Too many people in Europe have drawn the conclusion that austerity must be the fault of migrants or Muslims. But there are signs of resistance, writes Lindsey German
The results of the Euro elections may have been long predicted but they are nonetheless unpalatable. Here in Britain the far right and racist Ukip topped the poll. In France the fascist Front National got a quarter of the vote, again coming top. In Denmark and the Netherlands, far right anti-immigration and Islamophobic parties did well. Even in Germany, where the two main parties came top, the fascist NDP gained one MEP.
There can be no comfort from these results for anyone on the left. They signify that far too many people in Europe have felt the misery caused by austerity and have drawn the conclusion that this must be the fault of migrants or Muslims. They blame their governments for what has happened to them but vote for parties whose challenge to those governments rests on scapegoating and racism.
To point out caveats to this view is not to undermine the seriousness of it, or to suggest that there is no point worrying. Ukip can build on these successes to win parliamentary seats, although it has to be said that at the moment this looks unlikely. It is possible that the party can concentrate its efforts in one or two places to win, but on existing projections their vote is too thinly spread to do so. So despite talk of a Tory-Ukip coalition, that is still some distance away.
But where their real success is already manifesting itself is the ability to pull the whole of political discourse sharply to the right and to criticise the elite not for their neoliberal policies, the growth in inequality between rich and poor and the attacks on basic amenities such as health and housing, but for them allowing ‘too many’ immigrants into the country.
There are, however, important and essential caveats. The first is that Ukip’s vote was significant, but still represents a small minority across the country, given the low poll. At 27.5% on a 33.8% turnout, that works out at 9.3% of the electorate. It also benefited from the collapse of the fascist BNP vote. In the West Midlands for example, the BNP was down 7%, the Tories were also down 4%, whereas Ukip was up 10%. A large proportion of that increase will have come from the BNP and the Tories. In the East of England constituency, the BNP vote plummeted from 97,000 to 12,000. In Yorkshire and the North West, the BNP lost its two sitting MEPs. This is all partly due to the campaigning which has gone on against them in the last five years, but it also is because Ukip has become a home to disaffected right wingers.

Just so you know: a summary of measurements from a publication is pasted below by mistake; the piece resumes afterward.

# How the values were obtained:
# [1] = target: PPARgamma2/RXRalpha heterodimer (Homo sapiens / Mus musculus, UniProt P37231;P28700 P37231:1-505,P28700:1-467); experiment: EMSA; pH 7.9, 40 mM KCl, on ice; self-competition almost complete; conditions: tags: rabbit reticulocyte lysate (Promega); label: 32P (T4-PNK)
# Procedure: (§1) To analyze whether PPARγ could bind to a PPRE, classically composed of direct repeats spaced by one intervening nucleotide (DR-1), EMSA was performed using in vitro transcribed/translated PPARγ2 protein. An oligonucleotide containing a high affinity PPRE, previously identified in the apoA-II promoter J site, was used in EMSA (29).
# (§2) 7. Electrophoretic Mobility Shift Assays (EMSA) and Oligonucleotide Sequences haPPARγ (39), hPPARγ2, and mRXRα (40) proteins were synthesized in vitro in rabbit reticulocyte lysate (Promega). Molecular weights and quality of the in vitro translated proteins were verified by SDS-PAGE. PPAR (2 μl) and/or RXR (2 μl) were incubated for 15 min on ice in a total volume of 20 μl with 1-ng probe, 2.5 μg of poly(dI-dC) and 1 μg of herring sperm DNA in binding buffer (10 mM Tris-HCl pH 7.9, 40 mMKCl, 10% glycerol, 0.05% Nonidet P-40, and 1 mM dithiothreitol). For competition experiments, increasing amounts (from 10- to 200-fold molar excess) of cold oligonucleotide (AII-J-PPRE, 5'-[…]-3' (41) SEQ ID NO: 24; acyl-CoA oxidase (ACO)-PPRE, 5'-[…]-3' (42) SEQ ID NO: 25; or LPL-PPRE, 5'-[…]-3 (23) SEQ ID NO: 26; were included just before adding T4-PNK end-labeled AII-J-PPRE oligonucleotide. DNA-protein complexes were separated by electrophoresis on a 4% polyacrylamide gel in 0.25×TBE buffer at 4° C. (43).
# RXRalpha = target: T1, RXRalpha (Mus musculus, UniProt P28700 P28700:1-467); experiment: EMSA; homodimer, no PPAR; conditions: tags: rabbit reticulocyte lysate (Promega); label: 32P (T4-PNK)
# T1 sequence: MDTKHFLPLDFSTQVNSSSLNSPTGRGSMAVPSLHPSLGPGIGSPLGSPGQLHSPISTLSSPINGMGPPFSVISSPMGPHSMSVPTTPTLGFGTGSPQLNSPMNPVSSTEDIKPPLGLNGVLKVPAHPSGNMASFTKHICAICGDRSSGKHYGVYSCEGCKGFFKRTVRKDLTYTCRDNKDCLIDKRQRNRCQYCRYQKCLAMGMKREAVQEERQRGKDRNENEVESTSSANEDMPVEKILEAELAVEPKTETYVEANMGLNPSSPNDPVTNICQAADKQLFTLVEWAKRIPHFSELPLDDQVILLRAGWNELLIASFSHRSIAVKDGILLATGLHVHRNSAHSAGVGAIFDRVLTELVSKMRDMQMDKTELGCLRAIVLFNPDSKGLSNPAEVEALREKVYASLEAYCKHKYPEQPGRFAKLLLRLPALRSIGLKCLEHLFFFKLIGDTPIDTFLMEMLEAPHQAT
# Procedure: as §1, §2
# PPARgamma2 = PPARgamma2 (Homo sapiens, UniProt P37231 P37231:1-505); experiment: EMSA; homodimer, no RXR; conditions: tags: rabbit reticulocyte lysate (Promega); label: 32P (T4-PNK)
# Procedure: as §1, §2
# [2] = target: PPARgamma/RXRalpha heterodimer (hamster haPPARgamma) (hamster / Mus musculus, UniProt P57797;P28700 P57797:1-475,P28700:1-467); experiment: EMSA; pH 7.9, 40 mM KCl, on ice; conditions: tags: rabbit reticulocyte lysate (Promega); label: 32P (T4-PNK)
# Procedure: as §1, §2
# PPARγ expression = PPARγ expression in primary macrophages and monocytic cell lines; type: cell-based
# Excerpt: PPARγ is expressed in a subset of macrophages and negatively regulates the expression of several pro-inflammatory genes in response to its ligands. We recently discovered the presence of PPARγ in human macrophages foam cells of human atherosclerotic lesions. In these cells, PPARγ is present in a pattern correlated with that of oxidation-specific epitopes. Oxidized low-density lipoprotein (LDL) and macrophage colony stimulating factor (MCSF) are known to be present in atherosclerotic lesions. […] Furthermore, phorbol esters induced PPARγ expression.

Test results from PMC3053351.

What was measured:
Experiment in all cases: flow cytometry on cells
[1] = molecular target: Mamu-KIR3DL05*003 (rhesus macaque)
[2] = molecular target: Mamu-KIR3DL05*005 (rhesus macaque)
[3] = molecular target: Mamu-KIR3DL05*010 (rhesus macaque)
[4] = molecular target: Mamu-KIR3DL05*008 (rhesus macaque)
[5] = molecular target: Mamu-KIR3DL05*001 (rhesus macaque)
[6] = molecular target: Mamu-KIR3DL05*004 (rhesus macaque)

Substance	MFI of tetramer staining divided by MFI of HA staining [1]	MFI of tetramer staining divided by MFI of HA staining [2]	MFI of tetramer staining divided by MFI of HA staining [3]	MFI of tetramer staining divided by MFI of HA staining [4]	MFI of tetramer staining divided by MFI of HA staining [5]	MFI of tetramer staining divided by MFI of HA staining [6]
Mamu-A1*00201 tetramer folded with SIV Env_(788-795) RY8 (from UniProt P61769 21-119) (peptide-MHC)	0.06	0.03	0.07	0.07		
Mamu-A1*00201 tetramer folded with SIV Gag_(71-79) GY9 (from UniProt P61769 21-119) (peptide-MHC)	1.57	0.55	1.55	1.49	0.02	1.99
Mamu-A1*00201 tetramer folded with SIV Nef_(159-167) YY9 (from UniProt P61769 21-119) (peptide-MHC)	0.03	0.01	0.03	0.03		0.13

The second caveat is that where there is a strong left alternative, it can benefit from the prevailing anti-austerity mood, as it did most spectacularly in Greece. The left anti-austerity party Syriza came top of the poll. But it was also true in Spain where the left Podemos party got 5 seats and over a million votes, and the IU left party increased its vote. In Ireland, Sinn Fein is polling well on an anti-austerity programme. It is this left alternative which is lacking in so many countries, and which means that in Britain, for example, the Greens were the only left alternative on most Euro ballot papers.
The third caveat is that there is very strong opposition to the politics of fear and xenophobia. This is most obvious in London, where the local elections and the Euros showed a surge to Labour and where Ukip gained one seat, the same as last time. But it is also true in many other parts of the country. This opposition needs to be harnessed in order to defeat Ukip and more importantly the Ukip-led agenda, which will dominate next year’s general election.
The Stand up to Racism campaign is planning a mass protest next March just before the election against racism and fascism, which needs to be as large as possible, to send the message that immigrants are welcome and that there is an alternative to scapegoating.
But the left also needs to lead movements against austerity, which can help to undercut the right-wing agenda. Nigel Farage is as pro-establishment and as much of an insider as any other of the main parties (public school and City of London). His policies on economic issues would be deeply unpopular if widely known. That point needs to be hammered home over the next year to ensure that he doesn’t make a political breakthrough.
The central question for the left is, can it build a movement against austerity? Now is the time for all those who want to change the world, as opposed to moaning about it on Facebook, to ensure that the People’s Assembly demo on 21 June is as large and diverse as possible, that the mass strikes planned for 10 July are as successful and well supported as possible, and that the TUC demo on 18 October is a giant rebuttal not just to racism and scapegoating, but to the anti working-class policies to which the main parties and Ukip all subscribe. In addition, a yes vote in the Scottish referendum in September would send a strong message to the main parties and Ukip, and would strengthen the left.
It is a challenge which, if taken up successfully, can lead to a future left alternative in electoral terms. But if we don’t rise to this challenge now, and organise against austerity, the left will be condemned to watching from the sidelines. And that isn’t where we want to be.
As national convenor of the Stop the War Coalition, Lindsey was a key organiser of the largest demonstration, and one of the largest mass movements, in British history.
Her books include ‘Material Girls: Women, Men and Work’, ‘Sex, Class and Socialism’, ‘A People’s History of London’ (with John Rees) and ‘How a Century of War Changed the Lives of Women’.
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